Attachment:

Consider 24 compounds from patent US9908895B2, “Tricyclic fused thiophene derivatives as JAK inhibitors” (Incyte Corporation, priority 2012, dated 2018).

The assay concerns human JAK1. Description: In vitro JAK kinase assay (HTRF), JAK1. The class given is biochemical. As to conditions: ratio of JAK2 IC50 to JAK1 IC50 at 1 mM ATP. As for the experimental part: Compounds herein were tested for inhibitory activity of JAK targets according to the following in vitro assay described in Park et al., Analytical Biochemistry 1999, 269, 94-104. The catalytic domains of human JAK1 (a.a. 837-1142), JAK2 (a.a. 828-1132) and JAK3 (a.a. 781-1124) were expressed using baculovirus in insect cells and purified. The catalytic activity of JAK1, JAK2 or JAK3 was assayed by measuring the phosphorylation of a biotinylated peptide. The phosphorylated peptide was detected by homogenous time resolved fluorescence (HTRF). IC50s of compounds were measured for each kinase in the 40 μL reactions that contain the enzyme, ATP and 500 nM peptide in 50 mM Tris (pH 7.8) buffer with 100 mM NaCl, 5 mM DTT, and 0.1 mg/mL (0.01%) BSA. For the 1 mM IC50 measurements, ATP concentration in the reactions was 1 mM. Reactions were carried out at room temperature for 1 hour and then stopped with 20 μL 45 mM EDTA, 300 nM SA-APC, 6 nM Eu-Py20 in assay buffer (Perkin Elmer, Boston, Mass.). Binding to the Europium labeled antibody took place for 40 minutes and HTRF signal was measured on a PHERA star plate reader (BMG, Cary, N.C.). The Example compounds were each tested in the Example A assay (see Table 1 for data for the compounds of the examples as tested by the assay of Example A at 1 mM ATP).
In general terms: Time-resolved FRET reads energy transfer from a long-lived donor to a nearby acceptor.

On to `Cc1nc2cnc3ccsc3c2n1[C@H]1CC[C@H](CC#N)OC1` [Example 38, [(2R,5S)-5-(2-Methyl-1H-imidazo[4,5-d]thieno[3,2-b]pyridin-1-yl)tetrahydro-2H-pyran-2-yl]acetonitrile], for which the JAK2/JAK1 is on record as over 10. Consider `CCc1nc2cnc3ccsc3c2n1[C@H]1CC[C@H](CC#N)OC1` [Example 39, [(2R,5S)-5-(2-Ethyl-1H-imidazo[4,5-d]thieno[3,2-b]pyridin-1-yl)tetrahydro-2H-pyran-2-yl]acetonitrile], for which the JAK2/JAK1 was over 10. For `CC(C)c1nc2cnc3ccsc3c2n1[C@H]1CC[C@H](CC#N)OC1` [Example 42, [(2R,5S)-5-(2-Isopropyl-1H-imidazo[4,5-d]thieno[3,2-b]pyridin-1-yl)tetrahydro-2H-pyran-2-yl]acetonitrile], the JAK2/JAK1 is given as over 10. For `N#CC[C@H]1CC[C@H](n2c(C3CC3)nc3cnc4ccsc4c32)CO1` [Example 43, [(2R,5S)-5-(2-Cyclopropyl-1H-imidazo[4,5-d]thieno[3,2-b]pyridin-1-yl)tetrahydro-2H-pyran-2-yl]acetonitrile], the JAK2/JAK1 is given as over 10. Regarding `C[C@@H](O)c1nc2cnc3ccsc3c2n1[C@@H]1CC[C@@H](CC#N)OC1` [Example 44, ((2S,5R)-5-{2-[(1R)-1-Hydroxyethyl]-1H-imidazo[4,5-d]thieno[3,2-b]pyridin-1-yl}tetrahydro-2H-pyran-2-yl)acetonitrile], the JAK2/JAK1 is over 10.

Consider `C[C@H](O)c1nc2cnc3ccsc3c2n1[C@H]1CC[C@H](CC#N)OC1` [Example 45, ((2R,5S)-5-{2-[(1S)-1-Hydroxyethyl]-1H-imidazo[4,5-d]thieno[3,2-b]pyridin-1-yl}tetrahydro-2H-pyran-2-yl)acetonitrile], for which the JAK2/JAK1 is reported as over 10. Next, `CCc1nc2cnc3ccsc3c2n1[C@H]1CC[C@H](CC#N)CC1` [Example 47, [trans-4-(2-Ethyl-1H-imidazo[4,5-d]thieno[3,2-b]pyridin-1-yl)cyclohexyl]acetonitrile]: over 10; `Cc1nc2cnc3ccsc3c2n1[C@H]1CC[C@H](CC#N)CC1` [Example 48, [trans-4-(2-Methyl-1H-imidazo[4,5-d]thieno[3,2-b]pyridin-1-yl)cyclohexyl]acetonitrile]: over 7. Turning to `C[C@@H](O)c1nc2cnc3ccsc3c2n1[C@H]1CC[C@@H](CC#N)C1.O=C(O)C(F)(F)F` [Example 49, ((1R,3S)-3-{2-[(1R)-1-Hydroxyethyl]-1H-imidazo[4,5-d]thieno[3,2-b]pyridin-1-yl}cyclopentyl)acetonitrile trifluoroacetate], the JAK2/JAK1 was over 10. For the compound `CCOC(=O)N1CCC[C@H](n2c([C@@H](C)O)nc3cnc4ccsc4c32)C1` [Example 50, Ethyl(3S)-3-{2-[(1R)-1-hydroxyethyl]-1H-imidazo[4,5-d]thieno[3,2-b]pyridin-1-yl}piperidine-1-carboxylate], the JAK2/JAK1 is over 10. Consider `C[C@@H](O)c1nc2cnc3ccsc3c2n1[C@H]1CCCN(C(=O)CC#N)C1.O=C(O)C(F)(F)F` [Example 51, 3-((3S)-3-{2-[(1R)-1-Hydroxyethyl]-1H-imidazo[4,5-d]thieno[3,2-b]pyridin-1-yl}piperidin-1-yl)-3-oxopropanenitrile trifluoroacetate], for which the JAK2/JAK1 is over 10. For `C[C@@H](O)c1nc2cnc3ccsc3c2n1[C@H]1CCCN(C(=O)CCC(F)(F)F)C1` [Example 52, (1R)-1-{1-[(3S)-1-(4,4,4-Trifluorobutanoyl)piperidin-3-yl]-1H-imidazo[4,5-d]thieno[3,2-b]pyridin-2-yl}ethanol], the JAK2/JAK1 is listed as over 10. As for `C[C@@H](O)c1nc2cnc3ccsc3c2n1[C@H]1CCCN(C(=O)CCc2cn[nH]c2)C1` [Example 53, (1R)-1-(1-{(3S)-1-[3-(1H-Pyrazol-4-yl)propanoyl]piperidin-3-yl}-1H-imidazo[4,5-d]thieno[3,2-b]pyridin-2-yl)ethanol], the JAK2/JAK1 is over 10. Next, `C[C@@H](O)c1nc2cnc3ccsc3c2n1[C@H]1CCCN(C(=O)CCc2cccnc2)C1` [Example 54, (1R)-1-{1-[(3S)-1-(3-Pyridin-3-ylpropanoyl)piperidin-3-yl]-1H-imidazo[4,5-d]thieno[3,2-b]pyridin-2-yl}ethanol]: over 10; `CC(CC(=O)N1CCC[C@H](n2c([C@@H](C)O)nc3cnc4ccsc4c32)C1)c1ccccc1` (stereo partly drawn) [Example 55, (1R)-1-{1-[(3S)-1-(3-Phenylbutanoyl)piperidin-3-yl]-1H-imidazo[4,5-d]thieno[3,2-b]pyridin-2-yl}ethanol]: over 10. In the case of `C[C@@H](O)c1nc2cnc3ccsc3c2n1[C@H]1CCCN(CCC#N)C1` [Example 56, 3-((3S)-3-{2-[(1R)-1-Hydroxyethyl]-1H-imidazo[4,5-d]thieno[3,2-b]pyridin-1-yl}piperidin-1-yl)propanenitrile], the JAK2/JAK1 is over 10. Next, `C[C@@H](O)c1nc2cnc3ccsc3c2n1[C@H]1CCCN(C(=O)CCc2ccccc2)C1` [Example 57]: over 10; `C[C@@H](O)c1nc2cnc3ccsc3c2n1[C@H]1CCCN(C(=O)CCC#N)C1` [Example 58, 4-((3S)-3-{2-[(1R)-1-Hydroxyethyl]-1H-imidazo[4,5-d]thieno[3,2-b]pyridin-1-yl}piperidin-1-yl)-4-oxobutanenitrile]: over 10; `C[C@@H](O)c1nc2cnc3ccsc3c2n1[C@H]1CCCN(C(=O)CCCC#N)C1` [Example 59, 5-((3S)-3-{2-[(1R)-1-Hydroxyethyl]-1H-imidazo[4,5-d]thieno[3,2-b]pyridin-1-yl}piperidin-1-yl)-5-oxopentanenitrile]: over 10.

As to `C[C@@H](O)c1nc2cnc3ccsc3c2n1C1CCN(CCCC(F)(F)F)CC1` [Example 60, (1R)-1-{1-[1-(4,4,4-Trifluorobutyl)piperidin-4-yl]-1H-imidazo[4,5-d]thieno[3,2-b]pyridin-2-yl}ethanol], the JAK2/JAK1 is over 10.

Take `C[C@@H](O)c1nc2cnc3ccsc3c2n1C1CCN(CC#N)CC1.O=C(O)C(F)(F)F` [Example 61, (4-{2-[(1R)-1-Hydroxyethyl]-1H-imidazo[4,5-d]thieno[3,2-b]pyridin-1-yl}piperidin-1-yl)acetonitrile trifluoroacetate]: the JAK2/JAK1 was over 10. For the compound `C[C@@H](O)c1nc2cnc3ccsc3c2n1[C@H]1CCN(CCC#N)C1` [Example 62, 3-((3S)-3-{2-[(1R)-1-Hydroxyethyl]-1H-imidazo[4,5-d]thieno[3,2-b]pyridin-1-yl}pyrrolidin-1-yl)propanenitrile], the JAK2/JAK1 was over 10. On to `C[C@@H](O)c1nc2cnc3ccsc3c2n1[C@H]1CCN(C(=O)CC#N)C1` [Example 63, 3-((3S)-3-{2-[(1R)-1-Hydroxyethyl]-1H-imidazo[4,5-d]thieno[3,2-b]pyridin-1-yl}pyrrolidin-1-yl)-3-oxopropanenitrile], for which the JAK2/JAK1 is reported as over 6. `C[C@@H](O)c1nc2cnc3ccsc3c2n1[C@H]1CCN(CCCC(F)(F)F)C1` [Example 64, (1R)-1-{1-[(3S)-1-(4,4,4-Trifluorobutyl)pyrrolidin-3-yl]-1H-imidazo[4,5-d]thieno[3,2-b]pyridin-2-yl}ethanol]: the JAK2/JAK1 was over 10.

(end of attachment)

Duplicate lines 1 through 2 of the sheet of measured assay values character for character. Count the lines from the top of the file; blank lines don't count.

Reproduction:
Consider 24 compounds from patent US9908895B2, “Tricyclic fused thiophene derivatives as JAK inhibitors” (Incyte Corporation, priority 2012, dated 2018).

The assay concerns human JAK1. Description: In vitro JAK kinase assay (HTRF), JAK1. The class given is biochemical. As to conditions: ratio of JAK2 IC50 to JAK1 IC50 at 1 mM ATP. As for the experimental part: Compounds herein were tested for inhibitory activity of JAK targets according to the following in vitro assay described in Park et al., Analytical Biochemistry 1999, 269, 94-104. The catalytic domains of human JAK1 (a.a. 837-1142), JAK2 (a.a. 828-1132) and JAK3 (a.a. 781-1124) were expressed using baculovirus in insect cells and purified. The catalytic activity of JAK1, JAK2 or JAK3 was assayed by measuring the phosphorylation of a biotinylated peptide. The phosphorylated peptide was detected by homogenous time resolved fluorescence (HTRF). IC50s of compounds were measured for each kinase in the 40 μL reactions that contain the enzyme, ATP and 500 nM peptide in 50 mM Tris (pH 7.8) buffer with 100 mM NaCl, 5 mM DTT, and 0.1 mg/mL (0.01%) BSA. For the 1 mM IC50 measurements, ATP concentration in the reactions was 1 mM. Reactions were carried out at room temperature for 1 hour and then stopped with 20 μL 45 mM EDTA, 300 nM SA-APC, 6 nM Eu-Py20 in assay buffer (Perkin Elmer, Boston, Mass.). Binding to the Europium labeled antibody took place for 40 minutes and HTRF signal was measured on a PHERA star plate reader (BMG, Cary, N.C.). The Example compounds were each tested in the Example A assay (see Table 1 for data for the compounds of the examples as tested by the assay of Example A at 1 mM ATP).